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How to Recruit New Members by Using a Membership Trial

Membership trials are an effective strategy for member recruitment. But, how can your association create a trial plan that is both appealing and valuable for the ultimate member attraction plan?

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The idea of a membership trial isn’t one that’s necessarily new and unique. Websites like Netflix, Amazon, and Spotify have been offering membership trials for their services for years now. It’s a great incentive to attract new members and get them talking about their company’s offer.

However, a membership trial isn’t just for huge money making organizations. It can also work wonders for associations and nonprofits alike. Many associations worry that offering discounts and free content can decrease the value of your membership as a whole. While that is a legitimate concern, membership trials have worked for many an association in the past.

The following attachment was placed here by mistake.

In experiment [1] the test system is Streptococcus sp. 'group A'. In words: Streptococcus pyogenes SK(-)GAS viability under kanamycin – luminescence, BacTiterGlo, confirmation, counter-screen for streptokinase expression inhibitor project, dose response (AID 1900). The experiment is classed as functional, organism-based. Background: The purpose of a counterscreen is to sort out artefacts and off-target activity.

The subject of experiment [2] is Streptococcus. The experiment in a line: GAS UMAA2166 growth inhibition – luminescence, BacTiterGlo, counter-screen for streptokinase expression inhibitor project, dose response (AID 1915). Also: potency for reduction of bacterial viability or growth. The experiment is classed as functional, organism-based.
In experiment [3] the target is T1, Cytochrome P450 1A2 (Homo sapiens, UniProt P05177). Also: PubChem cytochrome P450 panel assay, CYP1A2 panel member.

Let’s take The Association of Otolaryngology Administrators (AOA) for example. Their membership trial started in 2014, and since then they’ve seen success. In fact, the offer worked so well that AOA decided to repeat the offer in 2015. Robin Wagner, COPM of AOA, backed up the experimental offer and its success. “This was better than anything we’ve ever tried,” she claimed. If your association is looking for new ways to recruit members, a membership trial might just do the trick. A  trial allows potential buyers to see what it’s like in the shoes of your current members. It also acts as a great marketing tool to generate buzz around your association and its membership.

So we know that a membership trial is an effective strategy for member recruitment. But, how can your association create a trial plan that is both appealing and valuable for the ultimate member attraction plan?